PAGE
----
Q. This year has been difficult for many employees. None of us has gotten sick with COVID-19, but I have noticed lower levels of excitement among workers about their jobs and less engagement, meaning they aren’t as passionate, innovative, and initiating as they used to be. Is the pandemic to blame?
A. Research recently shared by the American Psychological Association shows that the coronavirus pandemic has played a significant role in reducing employee engagement as you describe it. This is particularly true as it pertains to fear of dying from the disease. Most employees may not voice this fear. Not all employees respond equally or manage this stress in the same way. With regard to your role, research shows that supervisors can play a pivotal role in helping employees cope and stay engaged when they perform as “servant leaders.” When you behave as a servant leader, you will be perceived by your employees as a good listener, a supervisor who shows empathy and awareness, and is persuasive and committed to everyone’s growth, while placing a priority on “everyone coming together,” and pulling through this together as a family or community. Employees who said they had supervisors matching these traits remained more engaged.
Source: www.psycnet.apa.org [Search 2020-75403]
Q. I have a friend who is also a supervisor. He says it’s the supervisor’s job to help employees to correct performance, not the EAP. My friend also has an alcohol problem. Most of us know it. Could there be a connection between his awareness of an alcohol problem and avoidance?
A. Your supervisor-colleague may be avoidant of the EAP out of fear of being diagnosed or confronted about his drinking during the process of referring a troubled worker. Supervisors don’t have to worry about their personal problems being confronted or examined by the EAP when making a referral. The EAP focuses only on helping the referred worker. To do otherwise would violate a principle called “client self-determination.” An EAP is voluntary. Its success depends on it being a “program of attraction.” Confronting supervisors as described would harm the EAP, erode trust, and therefore lower its utilization. Risk to the organization would increase.
Q. What is the definition of reasonable suspicion? How do I know if what I am calling reasonable suspicion will later be upheld by any review or investigation of my role?
A. Reasonable suspicion is not a hunch and is not pure evidence of probable cause. It is, however, a recognized legal standard of proof and is generally found in all drug-free workplace policies that include a component for referral for drug testing. Reasonable suspicion is always based on specific and articulable (can be clearly expressed in communication) facts. More precisely, reasonable suspicion must be based on specific, contemporaneous, articulable observations concerning the appearance, behavior, speech, or body odors of the employee. With the supervisor’s documentation, rational inferences are drawn from those facts. Although not necessary, it is always a good idea to consider a checklist so all that can be documented is documented. By using a checklist that allows you to consider items you may have overlooked, your documentation is likely to be viewed more favorably if it is ever questioned because it possesses a preponderance of evidence, not just an item or two.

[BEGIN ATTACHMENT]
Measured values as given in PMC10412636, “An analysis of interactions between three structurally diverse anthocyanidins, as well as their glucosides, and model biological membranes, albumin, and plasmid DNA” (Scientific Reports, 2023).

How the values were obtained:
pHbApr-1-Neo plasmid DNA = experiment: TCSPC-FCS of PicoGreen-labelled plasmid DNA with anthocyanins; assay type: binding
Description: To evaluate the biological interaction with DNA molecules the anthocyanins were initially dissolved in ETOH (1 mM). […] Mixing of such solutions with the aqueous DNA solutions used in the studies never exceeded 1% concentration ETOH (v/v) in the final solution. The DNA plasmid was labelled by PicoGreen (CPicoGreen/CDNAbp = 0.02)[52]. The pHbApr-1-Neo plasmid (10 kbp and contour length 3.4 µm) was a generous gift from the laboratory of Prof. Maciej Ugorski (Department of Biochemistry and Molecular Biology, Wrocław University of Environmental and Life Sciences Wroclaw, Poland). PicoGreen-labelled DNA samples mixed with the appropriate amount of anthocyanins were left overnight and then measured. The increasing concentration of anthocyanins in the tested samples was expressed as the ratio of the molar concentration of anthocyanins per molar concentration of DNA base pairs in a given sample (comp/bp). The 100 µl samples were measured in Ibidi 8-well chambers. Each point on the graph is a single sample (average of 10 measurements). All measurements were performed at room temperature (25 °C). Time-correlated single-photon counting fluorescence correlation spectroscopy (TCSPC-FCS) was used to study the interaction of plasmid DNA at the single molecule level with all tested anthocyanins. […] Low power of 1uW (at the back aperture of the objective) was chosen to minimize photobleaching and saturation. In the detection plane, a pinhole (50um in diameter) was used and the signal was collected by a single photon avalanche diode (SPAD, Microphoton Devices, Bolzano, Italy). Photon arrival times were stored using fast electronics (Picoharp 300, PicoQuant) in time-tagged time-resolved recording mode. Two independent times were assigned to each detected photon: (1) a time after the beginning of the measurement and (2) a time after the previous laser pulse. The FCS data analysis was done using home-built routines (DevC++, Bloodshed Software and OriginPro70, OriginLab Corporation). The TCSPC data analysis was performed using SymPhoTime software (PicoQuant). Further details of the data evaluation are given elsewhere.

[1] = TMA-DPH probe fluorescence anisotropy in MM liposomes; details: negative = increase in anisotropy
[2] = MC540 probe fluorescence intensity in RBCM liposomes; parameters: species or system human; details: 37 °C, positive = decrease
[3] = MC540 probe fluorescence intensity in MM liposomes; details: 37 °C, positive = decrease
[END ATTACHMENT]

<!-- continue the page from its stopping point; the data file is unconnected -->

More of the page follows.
Q. Should I expect an employee to act offended if they are referred to the EAP?
A. Some employees may act offended if referred to the EAP because they believe you are making a declaration of a personal problem, mental illness, or addiction. This reaction is more likely among employees who do not understand the nature of employee assistance programs, have not participated in an orientation to understand the EAP, or do not remember what they were informed of when they did. Although you may have a firm understanding of how to use the EAP in supervision, which directs you to focus solely on performance and avoid the counseling role, the employee may not grasp this principle. To reduce the likelihood of an intractable response, it is helpful to tell your employee that referrals to the EAP by supervisors are based only on the performance issues relevant to your discussion, nothing more. Also stress the confidential nature of the EAP, the non-inclusion of a record of the referral in a personnel file, and nothing about the presenting problem, if any, being given to you.
Q. I am frustrated with my employee because I have suggested he get help at the EAP for whatever is going on in his life to resolve his attendance issues. Despite my dozen or so recommendations, he hasn’t gone. So, it’s time for me to take disciplinary action, right?
A. You have probably noticed that your employee makes short-lived successful attempts at coming in on time after your discussions and pleading. These short-lived improvements usually indicate attempts by the worker to control symptoms of whatever is contributing to tardiness. Consider coordinating with your human resources advisor to discuss offering the employee a firm choice between accepting an EAP referral based on the attendance issues or accepting the appropriate disciplinary measure. The tone of this discussion should be one of concern and support, reinforcing what you see as the value of this worker, and how you are making an accommodation to assist him in correcting the attendance issue. This affirming attitude rather than a punitive one, along with the leverage afforded by the disciplinary action, will create strong urgency to accept the referral. And, it almost always works.
Information contained in “The Frontline Supervisor” is for general information purposes only and is not intended to be specific guidance for any particular supervisor or human resource management concern. For specific guidance on handling individual employee problems, consult with your Employee Assistance Professional. ©2020 DFA Publishing & Consulting, LLC.